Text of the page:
While the country and the entire world is continuing its fight against the COVID-19 pandemic, offices and governments across the entire globe have not stopped working and have always ensured the best for its countrymen.

Not very long ago, the Indian Designs Office notified the Designs (Amendment) Rules, 2021 and now the Copyright Office (hereinafter referred to as ‘CRO’) too has notified the Copyright (Amendment) Rules, 2021. It is also pertinent to note that this move comes right before the recent abolishment of the Intellectual Property Appellate Board (hereinafter referred to as ‘IPAB’).

The Copyright Rules, 2013 was last amended in the year 2016 subsequent to which, it was done recently.

The objective of the Amendment

The major objective of the amendment is to bring the existing rules in parity with the other related legislation not only intellectual property laws but also other general and specific laws. Vide the amendment, the CRO aims to ensure smooth and flawless compliance of legal requirements, keeping in mind the technological advancements in this digital era. This has been carried by converting to and encouraging ‘electronic communication’ as the primary mode of communication for all official purposes.

The Copyright Symbol_India
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The Amendments

  1. Electronic Communication As mentioned above, the CRO is emphasizing and encouraging electronic means of communication. However, registered post as a means of communication is still an accepted form.
  1. Copyright Journal – Similar to that of trademarks, a Copyrights Journal has been introduced and would be made available on the official website. This replaces the Official Gazette and eliminates the requirement for publication in the Gazette.
  1. Appellate Board – The amendment rules have provided for the substitution of the ‘Copyright Board’ with the ‘Appellate Board.’ This has further implications when read with The Tribunals Reforms (Rationalisation and Conditions of Service Ordinance), 2021 (Ordinance) where references to the Appellate Board in IP Acts including the Copyright Act have been substituted with ‘Commercial courts.’
  1. Accountability and Transparency – The onus has been placed on copyright societies whereby they are now required to draw up and make public an ‘Annual Transparency Report’, which primarily contains information such as:
    a. report on the activities in the financial year;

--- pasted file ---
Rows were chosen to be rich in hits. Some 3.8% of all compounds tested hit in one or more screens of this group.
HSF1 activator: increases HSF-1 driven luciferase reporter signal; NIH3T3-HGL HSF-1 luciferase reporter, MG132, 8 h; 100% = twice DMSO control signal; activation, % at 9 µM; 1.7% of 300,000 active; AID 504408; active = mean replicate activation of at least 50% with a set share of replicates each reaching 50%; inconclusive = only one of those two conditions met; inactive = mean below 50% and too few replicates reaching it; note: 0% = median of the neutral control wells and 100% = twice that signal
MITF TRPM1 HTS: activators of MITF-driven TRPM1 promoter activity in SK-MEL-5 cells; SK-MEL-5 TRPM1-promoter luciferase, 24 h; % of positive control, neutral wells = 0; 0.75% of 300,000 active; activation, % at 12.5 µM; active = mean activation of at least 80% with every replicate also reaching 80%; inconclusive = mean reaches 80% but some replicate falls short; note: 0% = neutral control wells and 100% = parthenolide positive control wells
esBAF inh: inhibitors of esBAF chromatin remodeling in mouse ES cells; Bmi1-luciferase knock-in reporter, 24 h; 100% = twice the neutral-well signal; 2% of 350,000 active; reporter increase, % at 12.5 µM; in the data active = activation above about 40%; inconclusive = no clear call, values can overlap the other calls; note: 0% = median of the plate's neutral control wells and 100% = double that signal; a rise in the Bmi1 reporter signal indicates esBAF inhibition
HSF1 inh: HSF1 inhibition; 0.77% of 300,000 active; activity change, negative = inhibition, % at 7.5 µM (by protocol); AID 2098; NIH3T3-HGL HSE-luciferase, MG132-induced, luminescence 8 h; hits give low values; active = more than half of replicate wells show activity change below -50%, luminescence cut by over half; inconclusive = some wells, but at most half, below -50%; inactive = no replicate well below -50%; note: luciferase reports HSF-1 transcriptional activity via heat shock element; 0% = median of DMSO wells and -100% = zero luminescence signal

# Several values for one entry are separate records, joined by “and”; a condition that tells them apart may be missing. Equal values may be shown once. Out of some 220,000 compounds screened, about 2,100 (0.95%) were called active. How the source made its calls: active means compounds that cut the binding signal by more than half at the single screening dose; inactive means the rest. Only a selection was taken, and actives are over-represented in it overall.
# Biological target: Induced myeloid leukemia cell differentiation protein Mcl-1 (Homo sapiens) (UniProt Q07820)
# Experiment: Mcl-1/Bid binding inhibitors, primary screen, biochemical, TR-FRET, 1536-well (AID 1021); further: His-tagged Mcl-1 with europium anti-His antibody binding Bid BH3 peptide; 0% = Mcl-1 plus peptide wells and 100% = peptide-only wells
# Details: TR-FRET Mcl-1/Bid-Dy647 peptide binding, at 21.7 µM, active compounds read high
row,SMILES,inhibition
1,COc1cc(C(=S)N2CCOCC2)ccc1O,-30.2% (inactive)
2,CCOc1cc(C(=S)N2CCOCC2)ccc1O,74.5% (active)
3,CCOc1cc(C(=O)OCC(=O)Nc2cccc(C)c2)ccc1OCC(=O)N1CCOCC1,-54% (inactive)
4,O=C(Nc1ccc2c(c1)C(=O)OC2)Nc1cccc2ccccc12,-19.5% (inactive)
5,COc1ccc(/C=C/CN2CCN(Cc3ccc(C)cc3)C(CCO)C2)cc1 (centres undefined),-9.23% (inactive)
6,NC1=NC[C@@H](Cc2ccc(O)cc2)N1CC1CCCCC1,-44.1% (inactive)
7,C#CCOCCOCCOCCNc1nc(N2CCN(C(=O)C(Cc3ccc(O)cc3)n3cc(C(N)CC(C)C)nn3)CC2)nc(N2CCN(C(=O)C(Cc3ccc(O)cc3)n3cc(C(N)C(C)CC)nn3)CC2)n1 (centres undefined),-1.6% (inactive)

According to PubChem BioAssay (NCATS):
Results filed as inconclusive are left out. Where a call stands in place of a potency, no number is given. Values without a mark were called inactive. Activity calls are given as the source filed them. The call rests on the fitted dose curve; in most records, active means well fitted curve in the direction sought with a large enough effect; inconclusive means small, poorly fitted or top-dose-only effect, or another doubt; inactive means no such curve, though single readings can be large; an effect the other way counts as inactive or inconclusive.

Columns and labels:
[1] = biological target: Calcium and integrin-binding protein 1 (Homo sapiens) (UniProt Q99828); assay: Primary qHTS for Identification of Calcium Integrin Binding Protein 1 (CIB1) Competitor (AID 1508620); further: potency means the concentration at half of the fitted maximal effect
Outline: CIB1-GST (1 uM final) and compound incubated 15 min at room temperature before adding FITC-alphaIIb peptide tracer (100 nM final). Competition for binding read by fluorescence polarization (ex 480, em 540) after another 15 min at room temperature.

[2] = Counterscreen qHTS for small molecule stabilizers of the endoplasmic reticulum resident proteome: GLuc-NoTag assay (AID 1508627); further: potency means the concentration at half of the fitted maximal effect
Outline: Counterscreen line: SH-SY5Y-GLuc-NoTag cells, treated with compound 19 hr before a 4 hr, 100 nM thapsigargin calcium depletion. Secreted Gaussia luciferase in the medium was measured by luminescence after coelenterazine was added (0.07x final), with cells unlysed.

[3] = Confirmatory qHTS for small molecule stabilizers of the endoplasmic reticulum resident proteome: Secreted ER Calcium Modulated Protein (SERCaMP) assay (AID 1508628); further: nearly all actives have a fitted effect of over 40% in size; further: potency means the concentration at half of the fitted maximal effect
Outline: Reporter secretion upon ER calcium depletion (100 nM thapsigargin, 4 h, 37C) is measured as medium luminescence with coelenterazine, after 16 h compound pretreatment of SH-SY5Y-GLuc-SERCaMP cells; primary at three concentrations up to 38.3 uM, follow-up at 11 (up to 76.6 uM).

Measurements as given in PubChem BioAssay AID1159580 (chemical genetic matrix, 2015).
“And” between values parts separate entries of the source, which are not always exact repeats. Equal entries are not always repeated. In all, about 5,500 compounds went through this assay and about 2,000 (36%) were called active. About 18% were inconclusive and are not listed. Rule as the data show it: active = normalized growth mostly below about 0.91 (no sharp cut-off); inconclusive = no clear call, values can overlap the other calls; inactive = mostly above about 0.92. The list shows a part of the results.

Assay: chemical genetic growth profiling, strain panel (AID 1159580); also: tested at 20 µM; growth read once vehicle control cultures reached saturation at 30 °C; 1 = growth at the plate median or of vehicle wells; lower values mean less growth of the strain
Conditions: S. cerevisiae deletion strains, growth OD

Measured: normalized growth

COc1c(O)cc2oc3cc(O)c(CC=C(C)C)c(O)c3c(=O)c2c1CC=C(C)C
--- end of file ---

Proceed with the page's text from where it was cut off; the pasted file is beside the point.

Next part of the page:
number of refusals to grant a license;
    financial information on total royalties collected;
    the total royalties paid to the author and other owners;
    the total royalties collected but not yet attributed to the author and other owners;
    the total administrative deductions made from royalty collected;
    the details and use of the amounts deducted for the activities conducted under the welfare scheme as provided under rule 67; and
    Information on amounts received from and paid to the foreign societies or organization
    In addition to the above, provisions have also been made to deal with undistributed royalty amounts and the use of electronic and traceable payment methods for the collection and distribution of royalties.
  1. Copyright for Software – The compliance requirements for registration of copyrights in software applications have been largely reduced and relatively simplified. The Applicant is now given the liberty to file the first ten (10) and last ten (10) pages of the source code or the entire source code itself if the entire source code is less than twenty (20) pages and no parts are blocked or redacted.
  1. Self-Limitation on the Central Government – In an interesting turn of events, the central government too has imposed self-accountability and responsibility. The time limit for the Central Government to respond to an application for a copyright society is extended to one hundred and eight (180) days so that the application can be scrutinized carefully before passing an order.

The amendments make for interesting developments, in terms of requirements for software registration as  a copyright, Copyright Journal to name some. Let us wait and watch how it unfolds now!

This article is written by Adyasree Prakriti.